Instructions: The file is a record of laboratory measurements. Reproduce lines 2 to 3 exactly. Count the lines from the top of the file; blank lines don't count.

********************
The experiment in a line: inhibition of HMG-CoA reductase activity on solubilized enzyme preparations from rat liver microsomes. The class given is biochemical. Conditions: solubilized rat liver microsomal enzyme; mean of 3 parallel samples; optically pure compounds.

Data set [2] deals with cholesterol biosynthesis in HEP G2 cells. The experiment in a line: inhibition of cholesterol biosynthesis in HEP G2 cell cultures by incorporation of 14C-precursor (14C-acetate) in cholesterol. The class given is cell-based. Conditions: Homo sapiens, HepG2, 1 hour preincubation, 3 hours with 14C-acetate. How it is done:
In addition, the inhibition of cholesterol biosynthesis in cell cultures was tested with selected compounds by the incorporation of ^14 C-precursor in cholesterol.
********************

Data set [2] deals with cholesterol biosynthesis in HEP G2 cells. The experiment in a line: inhibition of cholesterol biosynthesis in HEP G2 cell cultures by incorporation of 14C-precursor (14C-acetate) in cholesterol. The class given is cell-based. Conditions: Homo sapiens, HepG2, 1 hour preincubation, 3 hours with 14C-acetate. How it is done:
In addition, the inhibition of cholesterol biosynthesis in cell cultures was tested with selected compounds by the incorporation of ^14 C-precursor in cholesterol.